It is hard to imagine now a time before the internet.
Pre-internet, it was common to see on a person’s book shelf photo albums. Everybody had them. Perhaps they still do.
You would take a photo of things which mattered most to you. Most often, if not always, those photos were of children, family, and holidays. They were treasured people and moments we attempted to capture for eternity. Those moments we captured struck like lightning – often we could sometimes see them brewing on the horizon. But such moments, like lightning, struck fast, gloriously, and, as quickly as they arose, vanished. And when they did happen, we attempted in vain to capture that lightning – those moments – in a bottle.
Some people were more obsessed with producing photo albums than others, capturing less unique moments that they still found interest or meaning in. There was, of course, a limit for everyone, given that photo albums took up physical space on a book shelf in a home. You couldn’t have limitless albums. So people had to actively choose which moments to keep and which to discard. Which ones really mattered and which ones didn’t. They had to be actively conscious of the meaning these things had.
Why are we so intent on capturing lightning in bottles? Our concern seems to lie in a widespread intuition that:
If something is valuable then it should be kept for as long as possible.
Or, maybe, the length of time some thing exists is necessarily tied to the value of that thing.
This would explains people’s concern about ‘leaving their legacy’ – for the value of their life, to them at least, is tied in part with how long their actions resonate or effect generations after their death. Sure, we admit that ‘nothing lasts forever’. But while we do so, we often think of that as being an unavoidable and regrettable fact of reality which we can’t over come. That nothing lasts forever should be something you come to terms with, but it is still lamentable.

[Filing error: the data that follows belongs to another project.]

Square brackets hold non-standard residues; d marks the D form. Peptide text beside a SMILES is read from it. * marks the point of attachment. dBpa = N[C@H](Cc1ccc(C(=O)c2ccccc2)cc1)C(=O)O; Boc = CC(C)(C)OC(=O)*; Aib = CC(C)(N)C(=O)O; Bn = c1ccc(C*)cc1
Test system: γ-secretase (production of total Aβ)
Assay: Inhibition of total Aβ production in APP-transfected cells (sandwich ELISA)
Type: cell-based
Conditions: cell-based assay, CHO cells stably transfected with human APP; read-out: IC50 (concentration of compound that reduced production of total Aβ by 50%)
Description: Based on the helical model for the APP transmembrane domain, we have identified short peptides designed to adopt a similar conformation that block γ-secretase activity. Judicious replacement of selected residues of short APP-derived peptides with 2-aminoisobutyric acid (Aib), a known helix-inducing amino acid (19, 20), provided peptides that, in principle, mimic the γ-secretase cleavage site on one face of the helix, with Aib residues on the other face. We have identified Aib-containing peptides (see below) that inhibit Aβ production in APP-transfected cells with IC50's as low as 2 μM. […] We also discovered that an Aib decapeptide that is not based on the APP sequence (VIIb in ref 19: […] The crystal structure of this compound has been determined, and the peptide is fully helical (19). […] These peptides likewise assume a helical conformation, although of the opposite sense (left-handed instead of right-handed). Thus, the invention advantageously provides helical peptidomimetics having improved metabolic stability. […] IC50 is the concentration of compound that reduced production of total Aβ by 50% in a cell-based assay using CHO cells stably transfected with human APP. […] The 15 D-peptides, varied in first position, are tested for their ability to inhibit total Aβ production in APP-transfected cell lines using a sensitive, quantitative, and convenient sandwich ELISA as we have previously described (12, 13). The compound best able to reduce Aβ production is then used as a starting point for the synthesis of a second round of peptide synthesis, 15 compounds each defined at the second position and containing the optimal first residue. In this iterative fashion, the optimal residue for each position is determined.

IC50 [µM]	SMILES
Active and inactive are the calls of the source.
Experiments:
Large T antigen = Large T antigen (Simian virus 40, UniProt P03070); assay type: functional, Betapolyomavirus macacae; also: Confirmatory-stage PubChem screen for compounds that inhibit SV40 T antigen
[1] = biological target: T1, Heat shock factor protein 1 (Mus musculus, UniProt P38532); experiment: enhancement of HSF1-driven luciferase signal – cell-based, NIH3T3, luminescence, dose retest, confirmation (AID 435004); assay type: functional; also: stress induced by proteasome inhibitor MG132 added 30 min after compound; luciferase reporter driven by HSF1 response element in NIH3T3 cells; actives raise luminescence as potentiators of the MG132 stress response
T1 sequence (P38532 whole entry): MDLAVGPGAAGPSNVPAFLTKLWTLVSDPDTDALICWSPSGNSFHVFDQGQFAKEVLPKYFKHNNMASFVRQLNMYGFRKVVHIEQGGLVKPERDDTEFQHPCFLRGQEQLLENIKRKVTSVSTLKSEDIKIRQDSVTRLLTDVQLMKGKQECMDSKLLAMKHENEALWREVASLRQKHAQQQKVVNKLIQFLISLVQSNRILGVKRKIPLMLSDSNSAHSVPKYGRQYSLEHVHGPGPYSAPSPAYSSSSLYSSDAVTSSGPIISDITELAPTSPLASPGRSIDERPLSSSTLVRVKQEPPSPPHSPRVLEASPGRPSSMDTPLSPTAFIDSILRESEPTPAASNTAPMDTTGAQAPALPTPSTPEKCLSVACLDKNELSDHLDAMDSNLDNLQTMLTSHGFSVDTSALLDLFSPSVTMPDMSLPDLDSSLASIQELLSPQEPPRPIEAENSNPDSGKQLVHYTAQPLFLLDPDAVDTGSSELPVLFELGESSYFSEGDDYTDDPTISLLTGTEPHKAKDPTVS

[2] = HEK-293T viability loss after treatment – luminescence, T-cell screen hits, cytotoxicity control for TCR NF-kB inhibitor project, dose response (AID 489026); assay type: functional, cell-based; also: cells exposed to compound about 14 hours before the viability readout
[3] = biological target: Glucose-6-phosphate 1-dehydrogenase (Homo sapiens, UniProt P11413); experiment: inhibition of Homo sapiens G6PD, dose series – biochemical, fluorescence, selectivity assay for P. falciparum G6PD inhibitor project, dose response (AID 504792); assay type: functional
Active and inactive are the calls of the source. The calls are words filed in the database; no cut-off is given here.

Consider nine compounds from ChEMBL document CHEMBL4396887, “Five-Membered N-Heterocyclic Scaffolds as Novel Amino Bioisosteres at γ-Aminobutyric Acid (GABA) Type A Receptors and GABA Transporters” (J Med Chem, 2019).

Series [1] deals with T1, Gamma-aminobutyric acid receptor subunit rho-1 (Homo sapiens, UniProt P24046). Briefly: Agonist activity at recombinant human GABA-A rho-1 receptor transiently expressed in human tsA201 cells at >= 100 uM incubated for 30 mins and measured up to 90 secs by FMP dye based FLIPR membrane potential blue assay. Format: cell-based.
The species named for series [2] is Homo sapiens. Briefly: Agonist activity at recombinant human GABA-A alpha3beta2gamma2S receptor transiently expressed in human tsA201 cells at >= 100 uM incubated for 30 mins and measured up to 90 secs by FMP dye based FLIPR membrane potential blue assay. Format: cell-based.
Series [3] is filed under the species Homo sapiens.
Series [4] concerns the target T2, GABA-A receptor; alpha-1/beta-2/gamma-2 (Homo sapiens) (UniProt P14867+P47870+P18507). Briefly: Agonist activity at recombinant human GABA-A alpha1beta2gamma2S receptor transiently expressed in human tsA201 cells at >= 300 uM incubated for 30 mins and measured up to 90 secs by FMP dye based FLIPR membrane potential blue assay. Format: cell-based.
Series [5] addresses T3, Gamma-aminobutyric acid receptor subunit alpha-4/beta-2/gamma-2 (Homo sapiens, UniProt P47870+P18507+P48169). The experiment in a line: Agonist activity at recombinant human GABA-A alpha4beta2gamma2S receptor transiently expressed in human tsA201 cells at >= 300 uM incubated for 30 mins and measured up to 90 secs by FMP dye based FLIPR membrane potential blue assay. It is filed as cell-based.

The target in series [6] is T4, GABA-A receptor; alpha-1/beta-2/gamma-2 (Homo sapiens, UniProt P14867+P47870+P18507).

Our desire for things to last for as long as possible, if not forever, is one powerful reason, amongst others, which drives our desire for particular types of technology. In technology we find a way of making that which was ephemeral permanent. Our memories may fade but our photos do not. And while physical photos might decay or be damaged or lost, digital ones will not.
We no longer have limited physical space in the way we once did. Film and albums turned into CD’s and DVD’s. DVD’s turned into portable hardrives. Hardrives turned into clouds.
We can now keep every moment of our lives available to us, if only we take the photo or record the video.
The removal of limiting space and resources has allowed us to deem every moment, event, action, as being valuable – we no longer need to decide between moments. And, in doing so, we keep everything in thinking that by doing so we keep something valuable.
The intuition here seems to be something like this:
For something to be valuable, meaningful, or worthwhile, it has to last. Indeed, for something to be valuable means that it must last for as long as possible.
If something does not last then it either wasn’t valuable to begin with, or it is a great tragedy for it be lost to time.
This obsession with equating value with the length of time something exists has been built into our technology too. We see it, not just in our computers, but particularly in social media. The very much dead MySpace, and (the now controversial) Facebook are evidence of this – our social networks, once established, remain eternal unless we actively ‘unfriend’ people. The photos we take and people we tag in them, once done, remain eternal unless we actively ‘untag’ ourselves. And new social media crept up that, too, fed our desire which was brought about by the widespread belief that ‘permanence = valuable’. Instagram, Twitter, etc., all made sure that whatever moment you had was an unchanging, permanent, thing.